because super phosphate is only 12% available to plants in soluble form on application, the amount builds up.
    there is a phoshate bank in the ground.
    as a healthy population of soil life grows the PH of the soil changes and the phosphate is broken down by that soil life to become available to plants.

    please excuse the clumsy-ish writing,it’s a huge subject and i’m not up for a debate.
    just a personal position from experience.

  30. Ootz
    October 30th, 2012 at 13:48 | #30

    Why are we not talking about vulnerabilities?

    Paging Prof Roger Jones

    The Climate Vulnerability Monitor 2nd Edition, released today, reveals that climate change has already held back global development and inaction is a leading global cause of death. Harm is most acute for poor and vulnerable groups but no country is spared either the costs of inaction or the benefits of an alternative path.

  31. BilB
    October 30th, 2012 at 14:09 | #31

    Thanks for that information, May. Some things there that I did not know. I am aware of the advantages of no-till farming practices which I have been suggesting for some time for US corn ethanol farming to significantly improve its EROI.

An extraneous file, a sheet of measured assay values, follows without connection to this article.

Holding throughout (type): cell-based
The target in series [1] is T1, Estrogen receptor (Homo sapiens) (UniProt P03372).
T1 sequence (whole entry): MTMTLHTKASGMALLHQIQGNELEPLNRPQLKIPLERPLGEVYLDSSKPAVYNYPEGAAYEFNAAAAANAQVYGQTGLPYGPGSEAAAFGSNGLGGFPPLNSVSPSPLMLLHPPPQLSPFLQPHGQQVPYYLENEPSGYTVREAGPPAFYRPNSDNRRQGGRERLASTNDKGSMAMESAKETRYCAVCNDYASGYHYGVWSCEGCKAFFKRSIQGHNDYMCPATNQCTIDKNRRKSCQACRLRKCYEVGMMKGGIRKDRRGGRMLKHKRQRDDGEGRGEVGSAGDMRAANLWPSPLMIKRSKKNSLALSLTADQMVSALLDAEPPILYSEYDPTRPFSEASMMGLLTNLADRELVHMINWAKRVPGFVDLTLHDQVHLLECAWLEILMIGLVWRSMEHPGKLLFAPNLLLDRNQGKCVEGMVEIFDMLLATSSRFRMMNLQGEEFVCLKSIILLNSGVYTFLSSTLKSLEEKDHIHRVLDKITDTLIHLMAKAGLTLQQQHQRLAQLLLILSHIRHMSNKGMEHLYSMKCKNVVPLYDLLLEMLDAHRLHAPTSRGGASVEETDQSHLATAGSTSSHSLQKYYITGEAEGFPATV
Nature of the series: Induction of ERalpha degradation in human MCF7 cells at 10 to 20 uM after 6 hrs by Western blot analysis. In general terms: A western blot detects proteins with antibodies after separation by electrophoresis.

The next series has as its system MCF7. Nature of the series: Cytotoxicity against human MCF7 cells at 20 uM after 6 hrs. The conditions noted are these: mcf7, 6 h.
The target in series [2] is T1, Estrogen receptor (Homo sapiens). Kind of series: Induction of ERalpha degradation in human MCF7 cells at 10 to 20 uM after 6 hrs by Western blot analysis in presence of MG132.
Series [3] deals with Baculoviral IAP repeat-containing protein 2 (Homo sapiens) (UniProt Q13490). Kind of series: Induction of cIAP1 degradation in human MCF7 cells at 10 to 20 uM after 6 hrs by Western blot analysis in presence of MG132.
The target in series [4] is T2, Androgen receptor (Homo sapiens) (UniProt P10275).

One little piece of information from the past that you may or may not be aware of, that is unless it is overwritten by more recent research, is that as CO2 levels rise plants build bigger root systems relative to their above soil growth. So where roots are are in soil that will preserve them for many years the sequestration value of the plants may be larger than expected.

  32. Hermit
    October 30th, 2012 at 14:45 | #32

    @TerjeP
    The trouble with a CO2 tax is that brown coal is so absurdly cheap and there is so much of it that gas can’t compete. Brown coal is priced about $6/t for 10 GJ thermal value or 60c/GJ. East Australian gas is about $4.50 a GJ at moment (Link) but when Gladstone Qld starts selling LNG to Japan that price of eastern piped gas should double to $10 or more.

    Without doing the tricky calcs for electricity conversion $23 is just not enough. Of course a quantitative cap of x million tonnes of CO2 p.a. rather than a fixed tax would see brown coal struggle. How it would affect gas demand would require modelling. I reckon gas will be effectively used up by mid century but we’ll still have coal under suburbs. That’s one for Gen Z to solve let’s hope those pesky cyclones don’t get worse.